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UK invests £215m to develop and manufacture Covid-19 vaccine

Wellcome survey reveals overwhelming public support for global access to Covid-19 vaccines and treatments

The government has announced a £215 million investment to help develop and manufacture a vaccine against coronavirus.

The new funding includes £93 million to ensure that the UK’s first Vaccine Manufacturing and Innovation Centre—located at the Harwell campus in Oxfordshire—can open in July 2021, a year ahead of schedule, the Department of Business, Energy and Industrial Strategy announced on 17 May.

“The centre—which is already under construction—will have capacity to produce enough vaccine doses to serve the entire UK population in as little as six months,” business secretary Alok Sharma said.

While the centre is being built, the government will invest a further £38m into a “rapid deployment facility” to ensure a Covid-19 vaccine can be manufactured at scale from summer 2020.

In addition, the government announced funding worth £84m to help researchers at Imperial College London and the University of Oxford to develop a vaccine. The funding is in addition to the £47m of public money invested in both vaccine programmes so far.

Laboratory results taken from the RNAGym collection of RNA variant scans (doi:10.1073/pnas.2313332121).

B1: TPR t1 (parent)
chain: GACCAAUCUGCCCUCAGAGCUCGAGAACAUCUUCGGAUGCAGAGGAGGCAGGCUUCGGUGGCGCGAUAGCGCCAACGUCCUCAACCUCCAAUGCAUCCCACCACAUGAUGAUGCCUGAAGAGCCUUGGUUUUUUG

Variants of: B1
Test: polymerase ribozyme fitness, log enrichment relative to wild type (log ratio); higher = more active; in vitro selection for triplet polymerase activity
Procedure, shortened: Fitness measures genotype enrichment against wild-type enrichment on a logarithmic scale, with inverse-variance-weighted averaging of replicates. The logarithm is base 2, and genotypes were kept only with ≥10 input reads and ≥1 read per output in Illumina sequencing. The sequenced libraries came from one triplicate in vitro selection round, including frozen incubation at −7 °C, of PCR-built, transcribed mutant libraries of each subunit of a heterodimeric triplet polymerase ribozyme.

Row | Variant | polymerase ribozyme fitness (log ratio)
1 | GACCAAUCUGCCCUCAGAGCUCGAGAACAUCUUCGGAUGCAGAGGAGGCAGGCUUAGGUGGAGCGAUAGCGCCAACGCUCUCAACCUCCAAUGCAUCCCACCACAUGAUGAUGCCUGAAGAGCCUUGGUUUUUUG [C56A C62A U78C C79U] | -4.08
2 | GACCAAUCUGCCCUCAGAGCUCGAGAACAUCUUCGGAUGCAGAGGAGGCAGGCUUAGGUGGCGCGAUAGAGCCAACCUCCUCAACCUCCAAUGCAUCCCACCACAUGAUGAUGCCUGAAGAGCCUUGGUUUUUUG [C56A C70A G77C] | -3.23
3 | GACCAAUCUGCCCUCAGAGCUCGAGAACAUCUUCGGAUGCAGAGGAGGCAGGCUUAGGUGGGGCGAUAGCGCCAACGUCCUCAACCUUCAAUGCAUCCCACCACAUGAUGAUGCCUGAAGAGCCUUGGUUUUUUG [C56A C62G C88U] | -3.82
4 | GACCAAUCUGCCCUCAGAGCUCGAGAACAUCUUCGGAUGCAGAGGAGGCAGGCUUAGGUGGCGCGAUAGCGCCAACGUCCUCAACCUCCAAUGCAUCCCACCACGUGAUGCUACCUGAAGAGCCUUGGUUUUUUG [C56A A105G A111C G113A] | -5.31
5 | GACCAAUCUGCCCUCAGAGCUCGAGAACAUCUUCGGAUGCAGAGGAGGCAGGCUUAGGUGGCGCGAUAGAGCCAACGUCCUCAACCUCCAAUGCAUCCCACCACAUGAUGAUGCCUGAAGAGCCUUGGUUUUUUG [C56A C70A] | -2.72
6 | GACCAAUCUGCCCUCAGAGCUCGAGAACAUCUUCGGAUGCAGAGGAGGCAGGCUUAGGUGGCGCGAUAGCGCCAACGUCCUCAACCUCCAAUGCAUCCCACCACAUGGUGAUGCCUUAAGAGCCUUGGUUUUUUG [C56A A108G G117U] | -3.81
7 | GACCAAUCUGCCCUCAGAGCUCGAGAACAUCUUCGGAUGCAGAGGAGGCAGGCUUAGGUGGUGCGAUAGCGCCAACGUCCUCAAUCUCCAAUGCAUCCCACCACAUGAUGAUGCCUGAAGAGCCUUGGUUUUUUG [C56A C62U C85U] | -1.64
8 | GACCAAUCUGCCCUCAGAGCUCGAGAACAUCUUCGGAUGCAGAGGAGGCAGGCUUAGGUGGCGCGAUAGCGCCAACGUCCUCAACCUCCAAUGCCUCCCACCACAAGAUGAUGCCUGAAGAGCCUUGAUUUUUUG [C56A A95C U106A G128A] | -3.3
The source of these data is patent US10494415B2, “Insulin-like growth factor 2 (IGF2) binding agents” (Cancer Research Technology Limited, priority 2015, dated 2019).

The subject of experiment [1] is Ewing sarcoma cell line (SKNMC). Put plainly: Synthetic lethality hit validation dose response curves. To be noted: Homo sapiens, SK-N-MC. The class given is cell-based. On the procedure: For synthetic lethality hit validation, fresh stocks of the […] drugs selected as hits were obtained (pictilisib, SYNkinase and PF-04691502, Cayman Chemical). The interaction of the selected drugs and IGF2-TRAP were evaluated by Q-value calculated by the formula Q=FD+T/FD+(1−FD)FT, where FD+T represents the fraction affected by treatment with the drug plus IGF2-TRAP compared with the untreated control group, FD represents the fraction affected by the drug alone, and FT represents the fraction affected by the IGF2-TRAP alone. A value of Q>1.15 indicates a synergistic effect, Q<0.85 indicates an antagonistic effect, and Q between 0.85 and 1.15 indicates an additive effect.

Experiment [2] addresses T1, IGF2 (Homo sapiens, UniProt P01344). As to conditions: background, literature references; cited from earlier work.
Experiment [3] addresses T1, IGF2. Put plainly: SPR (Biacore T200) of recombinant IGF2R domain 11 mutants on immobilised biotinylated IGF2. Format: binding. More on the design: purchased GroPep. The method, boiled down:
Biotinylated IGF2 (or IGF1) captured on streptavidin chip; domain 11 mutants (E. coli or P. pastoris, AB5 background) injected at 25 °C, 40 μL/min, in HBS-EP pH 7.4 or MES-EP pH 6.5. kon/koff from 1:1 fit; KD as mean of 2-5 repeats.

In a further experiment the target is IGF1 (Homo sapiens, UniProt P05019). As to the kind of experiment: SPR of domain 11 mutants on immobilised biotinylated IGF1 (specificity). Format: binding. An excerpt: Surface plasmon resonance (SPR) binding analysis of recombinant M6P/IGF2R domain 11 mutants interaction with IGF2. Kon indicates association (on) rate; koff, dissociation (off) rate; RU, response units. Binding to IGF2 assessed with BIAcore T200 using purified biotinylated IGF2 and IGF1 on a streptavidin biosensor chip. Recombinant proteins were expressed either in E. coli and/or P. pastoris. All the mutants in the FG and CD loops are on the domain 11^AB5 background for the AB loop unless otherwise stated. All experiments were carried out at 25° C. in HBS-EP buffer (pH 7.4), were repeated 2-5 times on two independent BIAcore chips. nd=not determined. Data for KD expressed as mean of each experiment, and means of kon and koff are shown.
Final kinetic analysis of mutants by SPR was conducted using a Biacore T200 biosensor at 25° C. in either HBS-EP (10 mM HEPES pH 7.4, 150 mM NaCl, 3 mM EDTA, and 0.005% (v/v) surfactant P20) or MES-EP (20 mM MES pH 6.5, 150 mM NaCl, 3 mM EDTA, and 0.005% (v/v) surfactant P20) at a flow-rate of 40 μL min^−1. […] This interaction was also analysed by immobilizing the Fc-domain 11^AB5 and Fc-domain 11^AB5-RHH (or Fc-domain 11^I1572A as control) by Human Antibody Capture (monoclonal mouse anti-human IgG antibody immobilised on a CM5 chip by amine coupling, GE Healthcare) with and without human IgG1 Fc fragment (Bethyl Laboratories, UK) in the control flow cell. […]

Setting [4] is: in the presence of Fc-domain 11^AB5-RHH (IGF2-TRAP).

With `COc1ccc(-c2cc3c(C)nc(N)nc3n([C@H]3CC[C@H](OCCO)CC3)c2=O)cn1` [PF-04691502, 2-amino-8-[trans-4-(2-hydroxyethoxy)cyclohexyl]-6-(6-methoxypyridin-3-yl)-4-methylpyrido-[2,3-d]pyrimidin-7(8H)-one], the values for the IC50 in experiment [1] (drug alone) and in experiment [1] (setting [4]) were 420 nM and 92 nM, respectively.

“This new money will help mass-produce the Oxford vaccine, so that if current clinical trials are successful, we have dosages to start vaccinating the UK population straight away,” said Sharma. “The funding will also allow Imperial to launch phase-three clinical trials of its vaccine later this year.”

The news follows the appointment of biochemist Kate Bingham as chair of the UK’s Vaccine Taskforce to help lead UK efforts to find and manufacture a Covid-19 vaccine.

Bingham will temporarily step back from her role as a managing partner at the international life sciences venture capital firm SV Health Investors to lead the taskforce, BEIS announced on 16 May.

“Our immediate aim on vaccines is two-fold: to ensure everyone in the UK that needs to be vaccinated against Covid-19 can be as soon as practicable,” she said. “Secondly, to ensure adequate global distribution of vaccines to bring the quickest possible end to the pandemic and the economic and social damage it causes.”

Meanwhile, a YouGov poll commissioned by the Wellcome Trust has revealed that nine in 10 adults in the UK believe national governments should work together to ensure that Covid-19 treatments and vaccines can be manufactured in as many countries as possible and distributed globally to everyone who needs them.

Fewer than half of surveyed people agreed that treatments and vaccines should be first provided to those in the country in which the vaccines were first developed.

“No country should consider reserving possible future vaccines and treatments for their use only,” said Alex Harris, head of global policy at Wellcome. “These results clearly show that this approach would not be supported by the people of the UK.”